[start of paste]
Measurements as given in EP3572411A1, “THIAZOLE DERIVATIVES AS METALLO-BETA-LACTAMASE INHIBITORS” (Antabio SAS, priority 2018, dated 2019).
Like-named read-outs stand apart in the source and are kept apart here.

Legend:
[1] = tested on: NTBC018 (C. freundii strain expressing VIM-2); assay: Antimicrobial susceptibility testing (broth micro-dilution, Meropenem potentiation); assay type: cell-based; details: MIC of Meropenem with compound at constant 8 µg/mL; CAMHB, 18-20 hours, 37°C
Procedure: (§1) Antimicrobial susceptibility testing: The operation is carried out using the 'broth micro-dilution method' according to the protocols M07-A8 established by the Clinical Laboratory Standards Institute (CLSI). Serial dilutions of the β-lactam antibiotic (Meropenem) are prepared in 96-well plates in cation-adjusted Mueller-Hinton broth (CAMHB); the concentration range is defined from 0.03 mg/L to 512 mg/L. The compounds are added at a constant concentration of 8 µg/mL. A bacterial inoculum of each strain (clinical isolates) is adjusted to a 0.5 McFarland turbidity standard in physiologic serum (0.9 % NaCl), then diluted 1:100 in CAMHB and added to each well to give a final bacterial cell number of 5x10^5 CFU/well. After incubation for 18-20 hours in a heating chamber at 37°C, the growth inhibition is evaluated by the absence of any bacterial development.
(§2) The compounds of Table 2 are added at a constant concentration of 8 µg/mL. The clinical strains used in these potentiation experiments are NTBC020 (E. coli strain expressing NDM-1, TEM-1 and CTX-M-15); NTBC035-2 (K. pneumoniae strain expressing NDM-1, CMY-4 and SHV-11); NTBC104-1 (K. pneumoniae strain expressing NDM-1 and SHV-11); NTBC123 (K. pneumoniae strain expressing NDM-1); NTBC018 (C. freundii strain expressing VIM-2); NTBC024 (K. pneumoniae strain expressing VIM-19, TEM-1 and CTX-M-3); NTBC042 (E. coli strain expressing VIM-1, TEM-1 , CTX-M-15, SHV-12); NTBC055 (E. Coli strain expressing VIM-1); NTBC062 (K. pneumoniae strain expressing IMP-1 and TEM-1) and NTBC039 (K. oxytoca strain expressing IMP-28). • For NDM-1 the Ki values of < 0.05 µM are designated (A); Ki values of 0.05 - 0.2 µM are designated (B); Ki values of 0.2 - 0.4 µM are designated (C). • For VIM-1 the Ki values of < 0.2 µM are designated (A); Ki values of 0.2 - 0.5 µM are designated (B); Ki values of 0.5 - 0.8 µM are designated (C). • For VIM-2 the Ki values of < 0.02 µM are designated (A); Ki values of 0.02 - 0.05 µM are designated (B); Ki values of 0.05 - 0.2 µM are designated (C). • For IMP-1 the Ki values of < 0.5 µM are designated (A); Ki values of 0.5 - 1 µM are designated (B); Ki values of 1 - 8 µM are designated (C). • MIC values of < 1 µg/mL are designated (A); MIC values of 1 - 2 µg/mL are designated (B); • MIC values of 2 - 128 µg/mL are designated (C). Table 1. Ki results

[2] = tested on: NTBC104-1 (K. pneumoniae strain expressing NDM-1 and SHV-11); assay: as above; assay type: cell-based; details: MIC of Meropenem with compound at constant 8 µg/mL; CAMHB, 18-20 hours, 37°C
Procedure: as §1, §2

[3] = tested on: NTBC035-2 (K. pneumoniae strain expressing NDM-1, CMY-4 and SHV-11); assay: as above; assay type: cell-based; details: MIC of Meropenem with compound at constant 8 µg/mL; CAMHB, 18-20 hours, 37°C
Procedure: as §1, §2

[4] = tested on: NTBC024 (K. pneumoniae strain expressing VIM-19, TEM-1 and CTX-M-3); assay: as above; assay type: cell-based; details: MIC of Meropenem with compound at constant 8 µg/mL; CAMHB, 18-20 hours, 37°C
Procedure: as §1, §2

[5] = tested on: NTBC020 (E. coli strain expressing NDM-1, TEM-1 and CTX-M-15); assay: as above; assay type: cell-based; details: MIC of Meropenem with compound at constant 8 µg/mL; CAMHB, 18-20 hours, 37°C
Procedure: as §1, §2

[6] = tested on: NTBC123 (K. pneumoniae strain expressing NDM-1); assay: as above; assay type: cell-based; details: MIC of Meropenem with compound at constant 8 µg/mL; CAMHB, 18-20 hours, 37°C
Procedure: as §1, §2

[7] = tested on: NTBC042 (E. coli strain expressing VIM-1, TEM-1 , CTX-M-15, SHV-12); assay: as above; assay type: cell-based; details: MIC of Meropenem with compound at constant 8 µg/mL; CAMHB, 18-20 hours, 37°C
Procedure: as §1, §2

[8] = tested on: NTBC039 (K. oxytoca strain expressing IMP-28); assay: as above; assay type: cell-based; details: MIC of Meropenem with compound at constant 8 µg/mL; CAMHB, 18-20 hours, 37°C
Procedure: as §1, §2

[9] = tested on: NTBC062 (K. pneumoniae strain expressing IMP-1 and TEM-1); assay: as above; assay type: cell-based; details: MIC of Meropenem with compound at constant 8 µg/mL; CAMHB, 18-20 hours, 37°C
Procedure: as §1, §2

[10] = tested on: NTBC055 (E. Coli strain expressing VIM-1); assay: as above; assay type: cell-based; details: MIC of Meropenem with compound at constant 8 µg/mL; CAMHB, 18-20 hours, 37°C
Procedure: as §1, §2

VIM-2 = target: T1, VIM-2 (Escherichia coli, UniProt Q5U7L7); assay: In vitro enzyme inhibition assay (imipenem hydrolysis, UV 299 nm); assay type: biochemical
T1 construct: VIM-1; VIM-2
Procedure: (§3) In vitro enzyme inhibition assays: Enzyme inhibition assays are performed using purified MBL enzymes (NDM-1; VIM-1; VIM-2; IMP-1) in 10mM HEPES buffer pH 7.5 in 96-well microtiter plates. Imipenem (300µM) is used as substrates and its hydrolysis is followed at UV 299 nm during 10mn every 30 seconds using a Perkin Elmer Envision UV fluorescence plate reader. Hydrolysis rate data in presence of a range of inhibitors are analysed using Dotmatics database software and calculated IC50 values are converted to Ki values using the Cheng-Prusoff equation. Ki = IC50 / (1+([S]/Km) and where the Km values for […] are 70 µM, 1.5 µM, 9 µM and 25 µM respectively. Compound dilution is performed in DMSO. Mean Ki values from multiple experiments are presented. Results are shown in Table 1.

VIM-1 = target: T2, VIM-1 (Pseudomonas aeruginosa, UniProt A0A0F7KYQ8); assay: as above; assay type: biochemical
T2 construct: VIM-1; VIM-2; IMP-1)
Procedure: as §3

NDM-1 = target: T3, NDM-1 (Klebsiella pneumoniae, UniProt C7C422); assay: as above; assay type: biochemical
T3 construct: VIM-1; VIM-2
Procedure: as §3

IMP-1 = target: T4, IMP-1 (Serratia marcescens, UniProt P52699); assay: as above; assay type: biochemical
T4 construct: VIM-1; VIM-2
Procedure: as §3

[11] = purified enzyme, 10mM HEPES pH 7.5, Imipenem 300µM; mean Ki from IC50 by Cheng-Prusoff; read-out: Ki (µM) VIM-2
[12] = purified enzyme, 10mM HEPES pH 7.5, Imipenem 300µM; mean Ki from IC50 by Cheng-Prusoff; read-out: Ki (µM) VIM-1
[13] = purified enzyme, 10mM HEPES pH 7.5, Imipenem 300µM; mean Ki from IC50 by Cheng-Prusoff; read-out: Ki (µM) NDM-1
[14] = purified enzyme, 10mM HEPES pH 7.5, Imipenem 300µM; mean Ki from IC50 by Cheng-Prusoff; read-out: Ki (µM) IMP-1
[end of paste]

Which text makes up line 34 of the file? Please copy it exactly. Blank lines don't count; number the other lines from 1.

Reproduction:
IMP-1 = target: T4, IMP-1 (Serratia marcescens, UniProt P52699); assay: as above; assay type: biochemical